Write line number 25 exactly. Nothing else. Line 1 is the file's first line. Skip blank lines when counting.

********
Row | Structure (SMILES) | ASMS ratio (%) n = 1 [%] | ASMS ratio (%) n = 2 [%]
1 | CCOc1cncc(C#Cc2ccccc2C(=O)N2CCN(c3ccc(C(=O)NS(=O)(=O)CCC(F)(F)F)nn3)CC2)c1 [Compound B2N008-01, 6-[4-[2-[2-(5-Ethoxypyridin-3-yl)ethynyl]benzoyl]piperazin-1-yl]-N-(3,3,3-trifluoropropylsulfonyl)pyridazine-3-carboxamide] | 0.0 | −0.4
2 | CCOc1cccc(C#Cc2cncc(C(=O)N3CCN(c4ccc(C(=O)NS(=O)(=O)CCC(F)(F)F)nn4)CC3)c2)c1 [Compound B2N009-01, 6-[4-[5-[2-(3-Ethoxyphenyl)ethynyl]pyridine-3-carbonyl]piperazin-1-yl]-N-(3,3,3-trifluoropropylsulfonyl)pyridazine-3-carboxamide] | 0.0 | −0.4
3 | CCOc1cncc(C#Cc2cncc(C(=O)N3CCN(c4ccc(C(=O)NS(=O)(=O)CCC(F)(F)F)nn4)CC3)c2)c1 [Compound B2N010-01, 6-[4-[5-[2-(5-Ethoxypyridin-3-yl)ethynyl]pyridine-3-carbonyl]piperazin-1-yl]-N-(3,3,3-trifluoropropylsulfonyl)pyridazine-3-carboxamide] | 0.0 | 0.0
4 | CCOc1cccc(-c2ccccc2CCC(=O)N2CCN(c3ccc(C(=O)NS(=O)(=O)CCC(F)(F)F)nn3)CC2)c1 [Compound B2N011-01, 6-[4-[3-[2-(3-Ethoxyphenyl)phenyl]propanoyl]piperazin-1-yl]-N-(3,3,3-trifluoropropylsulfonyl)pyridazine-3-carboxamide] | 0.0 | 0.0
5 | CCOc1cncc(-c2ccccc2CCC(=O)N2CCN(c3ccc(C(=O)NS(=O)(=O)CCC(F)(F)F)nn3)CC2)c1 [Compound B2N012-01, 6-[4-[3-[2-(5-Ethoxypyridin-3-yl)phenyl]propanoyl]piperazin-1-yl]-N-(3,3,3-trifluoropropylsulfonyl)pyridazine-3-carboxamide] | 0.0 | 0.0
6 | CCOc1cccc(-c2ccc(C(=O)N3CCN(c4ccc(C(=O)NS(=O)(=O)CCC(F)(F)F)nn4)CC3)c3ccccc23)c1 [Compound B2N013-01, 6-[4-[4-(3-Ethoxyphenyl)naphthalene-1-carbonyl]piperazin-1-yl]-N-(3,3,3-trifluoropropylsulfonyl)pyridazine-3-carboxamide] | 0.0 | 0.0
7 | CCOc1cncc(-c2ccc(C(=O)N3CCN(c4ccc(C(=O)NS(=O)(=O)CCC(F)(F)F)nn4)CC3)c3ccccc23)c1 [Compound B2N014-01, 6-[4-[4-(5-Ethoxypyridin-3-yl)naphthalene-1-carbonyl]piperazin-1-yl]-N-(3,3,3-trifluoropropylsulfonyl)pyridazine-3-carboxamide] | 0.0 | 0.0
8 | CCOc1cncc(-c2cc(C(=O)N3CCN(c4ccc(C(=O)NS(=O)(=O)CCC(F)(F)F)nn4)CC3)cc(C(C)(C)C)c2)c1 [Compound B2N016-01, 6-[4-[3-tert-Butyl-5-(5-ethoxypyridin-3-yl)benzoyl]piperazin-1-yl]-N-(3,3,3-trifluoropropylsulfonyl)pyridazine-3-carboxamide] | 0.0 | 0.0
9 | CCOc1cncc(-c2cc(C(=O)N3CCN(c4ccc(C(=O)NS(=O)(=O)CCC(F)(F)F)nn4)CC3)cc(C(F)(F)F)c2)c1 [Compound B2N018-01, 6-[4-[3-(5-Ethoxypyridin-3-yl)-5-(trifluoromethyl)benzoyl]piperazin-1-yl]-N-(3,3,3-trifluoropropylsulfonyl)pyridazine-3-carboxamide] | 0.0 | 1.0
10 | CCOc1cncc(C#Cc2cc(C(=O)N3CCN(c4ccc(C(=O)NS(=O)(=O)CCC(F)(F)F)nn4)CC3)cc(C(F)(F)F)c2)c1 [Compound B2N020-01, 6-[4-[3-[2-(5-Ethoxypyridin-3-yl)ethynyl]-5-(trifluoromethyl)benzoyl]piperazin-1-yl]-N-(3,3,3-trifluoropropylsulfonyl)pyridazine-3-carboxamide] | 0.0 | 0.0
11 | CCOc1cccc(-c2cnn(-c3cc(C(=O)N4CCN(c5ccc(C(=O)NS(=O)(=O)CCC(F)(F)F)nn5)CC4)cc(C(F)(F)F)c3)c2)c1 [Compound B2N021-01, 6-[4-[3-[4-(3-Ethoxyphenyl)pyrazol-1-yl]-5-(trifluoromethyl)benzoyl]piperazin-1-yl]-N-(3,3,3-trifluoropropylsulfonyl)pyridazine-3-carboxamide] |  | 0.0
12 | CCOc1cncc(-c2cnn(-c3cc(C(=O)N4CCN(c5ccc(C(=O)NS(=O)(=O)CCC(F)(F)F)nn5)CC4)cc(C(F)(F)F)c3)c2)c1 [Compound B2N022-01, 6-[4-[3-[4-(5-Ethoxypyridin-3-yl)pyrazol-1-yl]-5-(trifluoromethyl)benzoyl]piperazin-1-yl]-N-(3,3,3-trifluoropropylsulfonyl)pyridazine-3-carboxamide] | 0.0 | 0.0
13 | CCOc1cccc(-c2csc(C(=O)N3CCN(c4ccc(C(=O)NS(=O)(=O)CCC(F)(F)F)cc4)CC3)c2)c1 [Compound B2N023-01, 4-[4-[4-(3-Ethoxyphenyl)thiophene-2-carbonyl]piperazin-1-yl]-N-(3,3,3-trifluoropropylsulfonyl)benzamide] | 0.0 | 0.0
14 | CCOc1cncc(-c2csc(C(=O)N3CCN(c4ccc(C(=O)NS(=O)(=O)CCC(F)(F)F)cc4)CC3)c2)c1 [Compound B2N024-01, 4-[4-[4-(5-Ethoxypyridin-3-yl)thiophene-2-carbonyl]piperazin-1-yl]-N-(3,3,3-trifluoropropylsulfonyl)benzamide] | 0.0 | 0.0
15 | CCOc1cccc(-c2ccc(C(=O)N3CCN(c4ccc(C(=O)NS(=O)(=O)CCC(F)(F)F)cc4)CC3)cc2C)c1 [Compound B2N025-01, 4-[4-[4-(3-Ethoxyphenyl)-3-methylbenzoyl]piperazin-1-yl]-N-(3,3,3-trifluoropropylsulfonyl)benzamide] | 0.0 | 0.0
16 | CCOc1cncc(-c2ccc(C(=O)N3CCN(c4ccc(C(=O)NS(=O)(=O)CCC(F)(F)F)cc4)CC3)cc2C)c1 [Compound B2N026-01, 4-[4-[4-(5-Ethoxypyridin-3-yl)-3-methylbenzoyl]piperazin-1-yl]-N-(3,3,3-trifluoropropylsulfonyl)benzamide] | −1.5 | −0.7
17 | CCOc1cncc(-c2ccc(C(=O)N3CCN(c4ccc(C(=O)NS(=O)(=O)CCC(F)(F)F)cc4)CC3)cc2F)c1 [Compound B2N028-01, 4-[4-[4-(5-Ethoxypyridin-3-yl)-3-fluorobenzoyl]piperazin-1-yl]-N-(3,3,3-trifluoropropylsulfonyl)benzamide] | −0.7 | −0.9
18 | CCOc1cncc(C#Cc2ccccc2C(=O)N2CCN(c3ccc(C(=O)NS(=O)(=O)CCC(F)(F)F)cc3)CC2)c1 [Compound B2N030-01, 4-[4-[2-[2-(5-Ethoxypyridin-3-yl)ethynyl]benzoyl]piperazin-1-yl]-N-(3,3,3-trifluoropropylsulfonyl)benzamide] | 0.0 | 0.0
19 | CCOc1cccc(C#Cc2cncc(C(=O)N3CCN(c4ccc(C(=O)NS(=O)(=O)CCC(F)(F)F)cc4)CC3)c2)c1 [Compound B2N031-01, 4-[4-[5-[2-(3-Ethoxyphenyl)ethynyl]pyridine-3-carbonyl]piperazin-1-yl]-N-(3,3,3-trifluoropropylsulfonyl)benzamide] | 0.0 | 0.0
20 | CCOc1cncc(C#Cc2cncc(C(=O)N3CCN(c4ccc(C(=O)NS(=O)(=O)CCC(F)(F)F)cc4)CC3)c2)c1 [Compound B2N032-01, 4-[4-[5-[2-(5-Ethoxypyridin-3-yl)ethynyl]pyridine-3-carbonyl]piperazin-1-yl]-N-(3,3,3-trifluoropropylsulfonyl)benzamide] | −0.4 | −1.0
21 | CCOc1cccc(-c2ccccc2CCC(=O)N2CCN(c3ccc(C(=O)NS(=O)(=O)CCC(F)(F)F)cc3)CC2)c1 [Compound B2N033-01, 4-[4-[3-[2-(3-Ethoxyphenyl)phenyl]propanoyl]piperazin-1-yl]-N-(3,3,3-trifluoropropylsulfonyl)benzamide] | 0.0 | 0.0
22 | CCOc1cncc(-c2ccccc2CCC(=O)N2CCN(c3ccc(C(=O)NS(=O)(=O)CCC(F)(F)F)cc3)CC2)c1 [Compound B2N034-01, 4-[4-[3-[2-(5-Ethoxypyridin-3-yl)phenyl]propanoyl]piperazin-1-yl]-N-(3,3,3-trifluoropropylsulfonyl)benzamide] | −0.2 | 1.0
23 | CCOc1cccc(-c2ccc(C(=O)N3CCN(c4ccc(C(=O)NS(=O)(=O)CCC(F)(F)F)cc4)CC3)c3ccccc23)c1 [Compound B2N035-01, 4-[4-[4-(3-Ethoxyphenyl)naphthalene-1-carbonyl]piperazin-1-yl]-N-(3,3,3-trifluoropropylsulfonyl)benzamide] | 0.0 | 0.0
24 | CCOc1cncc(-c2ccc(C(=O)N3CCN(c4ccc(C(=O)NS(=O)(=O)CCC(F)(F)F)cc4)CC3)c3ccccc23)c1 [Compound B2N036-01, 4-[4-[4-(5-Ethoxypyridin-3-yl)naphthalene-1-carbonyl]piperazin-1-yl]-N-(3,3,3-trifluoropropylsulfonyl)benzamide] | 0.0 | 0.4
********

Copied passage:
24 | CCOc1cncc(-c2ccc(C(=O)N3CCN(c4ccc(C(=O)NS(=O)(=O)CCC(F)(F)F)cc4)CC3)c3ccccc23)c1 [Compound B2N036-01, 4-[4-[4-(5-Ethoxypyridin-3-yl)naphthalene-1-carbonyl]piperazin-1-yl]-N-(3,3,3-trifluoropropylsulfonyl)benzamide] | 0.0 | 0.4